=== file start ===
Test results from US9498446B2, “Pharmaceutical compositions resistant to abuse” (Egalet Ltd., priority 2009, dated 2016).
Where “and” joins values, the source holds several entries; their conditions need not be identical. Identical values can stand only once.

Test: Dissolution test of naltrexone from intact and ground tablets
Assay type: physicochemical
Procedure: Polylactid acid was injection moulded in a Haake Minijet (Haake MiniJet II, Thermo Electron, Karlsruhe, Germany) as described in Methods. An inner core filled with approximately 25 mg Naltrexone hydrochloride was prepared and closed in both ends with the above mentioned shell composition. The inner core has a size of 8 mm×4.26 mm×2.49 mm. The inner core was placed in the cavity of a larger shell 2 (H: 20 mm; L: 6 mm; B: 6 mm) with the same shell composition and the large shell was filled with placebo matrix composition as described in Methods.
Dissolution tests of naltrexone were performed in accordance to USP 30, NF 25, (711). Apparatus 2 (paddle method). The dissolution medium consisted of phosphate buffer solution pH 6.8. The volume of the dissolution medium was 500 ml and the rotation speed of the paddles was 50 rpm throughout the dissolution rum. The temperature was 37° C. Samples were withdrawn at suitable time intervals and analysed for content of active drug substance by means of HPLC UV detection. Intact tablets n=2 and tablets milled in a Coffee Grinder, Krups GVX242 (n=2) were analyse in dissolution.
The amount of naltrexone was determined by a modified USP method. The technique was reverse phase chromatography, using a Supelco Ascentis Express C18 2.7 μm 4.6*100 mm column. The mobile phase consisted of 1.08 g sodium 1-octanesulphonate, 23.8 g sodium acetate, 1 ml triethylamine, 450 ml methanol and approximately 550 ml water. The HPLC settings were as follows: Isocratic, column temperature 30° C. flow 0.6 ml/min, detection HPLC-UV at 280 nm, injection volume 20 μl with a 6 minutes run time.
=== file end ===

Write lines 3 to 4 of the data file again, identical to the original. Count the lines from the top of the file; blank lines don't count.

Test: Dissolution test of naltrexone from intact and ground tablets
Assay type: physicochemical